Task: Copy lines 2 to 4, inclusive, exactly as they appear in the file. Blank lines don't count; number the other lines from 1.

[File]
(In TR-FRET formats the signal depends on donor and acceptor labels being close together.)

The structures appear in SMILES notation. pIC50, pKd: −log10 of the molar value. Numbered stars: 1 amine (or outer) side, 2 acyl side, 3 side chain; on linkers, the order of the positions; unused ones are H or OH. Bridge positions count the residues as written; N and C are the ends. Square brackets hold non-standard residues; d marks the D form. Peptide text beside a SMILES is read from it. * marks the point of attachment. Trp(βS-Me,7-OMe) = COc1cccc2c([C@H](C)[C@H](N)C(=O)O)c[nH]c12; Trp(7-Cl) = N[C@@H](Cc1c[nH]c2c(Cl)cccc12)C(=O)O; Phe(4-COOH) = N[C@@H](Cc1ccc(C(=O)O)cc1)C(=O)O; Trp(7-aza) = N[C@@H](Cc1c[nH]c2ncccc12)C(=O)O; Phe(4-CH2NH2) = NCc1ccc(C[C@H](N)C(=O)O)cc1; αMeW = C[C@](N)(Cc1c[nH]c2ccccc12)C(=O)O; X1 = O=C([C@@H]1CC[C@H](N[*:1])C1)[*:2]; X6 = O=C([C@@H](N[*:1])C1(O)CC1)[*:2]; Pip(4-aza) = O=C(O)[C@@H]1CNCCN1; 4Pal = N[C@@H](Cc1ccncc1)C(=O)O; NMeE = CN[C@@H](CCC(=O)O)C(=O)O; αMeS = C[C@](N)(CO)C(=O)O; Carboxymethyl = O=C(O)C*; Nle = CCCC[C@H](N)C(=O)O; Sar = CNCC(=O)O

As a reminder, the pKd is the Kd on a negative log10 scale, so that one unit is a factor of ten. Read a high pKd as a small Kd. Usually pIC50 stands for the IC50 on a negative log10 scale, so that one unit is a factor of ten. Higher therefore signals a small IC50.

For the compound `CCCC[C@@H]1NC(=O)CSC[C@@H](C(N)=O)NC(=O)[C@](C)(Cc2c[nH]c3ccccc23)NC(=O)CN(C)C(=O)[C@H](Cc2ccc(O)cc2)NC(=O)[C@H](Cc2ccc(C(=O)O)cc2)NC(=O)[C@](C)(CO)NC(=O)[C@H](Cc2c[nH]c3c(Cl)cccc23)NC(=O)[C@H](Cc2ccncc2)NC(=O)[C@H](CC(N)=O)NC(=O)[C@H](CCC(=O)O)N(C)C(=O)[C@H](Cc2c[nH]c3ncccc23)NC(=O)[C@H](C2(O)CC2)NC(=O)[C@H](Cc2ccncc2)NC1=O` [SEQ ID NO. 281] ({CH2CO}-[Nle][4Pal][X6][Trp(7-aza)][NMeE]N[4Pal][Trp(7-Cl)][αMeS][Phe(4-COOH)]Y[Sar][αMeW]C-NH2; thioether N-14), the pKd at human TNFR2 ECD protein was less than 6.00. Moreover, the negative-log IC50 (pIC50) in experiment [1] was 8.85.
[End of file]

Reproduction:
The structures appear in SMILES notation. pIC50, pKd: −log10 of the molar value. Numbered stars: 1 amine (or outer) side, 2 acyl side, 3 side chain; on linkers, the order of the positions; unused ones are H or OH. Bridge positions count the residues as written; N and C are the ends. Square brackets hold non-standard residues; d marks the D form. Peptide text beside a SMILES is read from it. * marks the point of attachment. Trp(βS-Me,7-OMe) = COc1cccc2c([C@H](C)[C@H](N)C(=O)O)c[nH]c12; Trp(7-Cl) = N[C@@H](Cc1c[nH]c2c(Cl)cccc12)C(=O)O; Phe(4-COOH) = N[C@@H](Cc1ccc(C(=O)O)cc1)C(=O)O; Trp(7-aza) = N[C@@H](Cc1c[nH]c2ncccc12)C(=O)O; Phe(4-CH2NH2) = NCc1ccc(C[C@H](N)C(=O)O)cc1; αMeW = C[C@](N)(Cc1c[nH]c2ccccc12)C(=O)O; X1 = O=C([C@@H]1CC[C@H](N[*:1])C1)[*:2]; X6 = O=C([C@@H](N[*:1])C1(O)CC1)[*:2]; Pip(4-aza) = O=C(O)[C@@H]1CNCCN1; 4Pal = N[C@@H](Cc1ccncc1)C(=O)O; NMeE = CN[C@@H](CCC(=O)O)C(=O)O; αMeS = C[C@](N)(CO)C(=O)O; Carboxymethyl = O=C(O)C*; Nle = CCCC[C@H](N)C(=O)O; Sar = CNCC(=O)O

As a reminder, the pKd is the Kd on a negative log10 scale, so that one unit is a factor of ten. Read a high pKd as a small Kd. Usually pIC50 stands for the IC50 on a negative log10 scale, so that one unit is a factor of ten. Higher therefore signals a small IC50.

For the compound `CCCC[C@@H]1NC(=O)CSC[C@@H](C(N)=O)NC(=O)[C@](C)(Cc2c[nH]c3ccccc23)NC(=O)CN(C)C(=O)[C@H](Cc2ccc(O)cc2)NC(=O)[C@H](Cc2ccc(C(=O)O)cc2)NC(=O)[C@](C)(CO)NC(=O)[C@H](Cc2c[nH]c3c(Cl)cccc23)NC(=O)[C@H](Cc2ccncc2)NC(=O)[C@H](CC(N)=O)NC(=O)[C@H](CCC(=O)O)N(C)C(=O)[C@H](Cc2c[nH]c3ncccc23)NC(=O)[C@H](C2(O)CC2)NC(=O)[C@H](Cc2ccncc2)NC1=O` [SEQ ID NO. 281] ({CH2CO}-[Nle][4Pal][X6][Trp(7-aza)][NMeE]N[4Pal][Trp(7-Cl)][αMeS][Phe(4-COOH)]Y[Sar][αMeW]C-NH2; thioether N-14), the pKd at human TNFR2 ECD protein was less than 6.00. Moreover, the negative-log IC50 (pIC50) in experiment [1] was 8.85.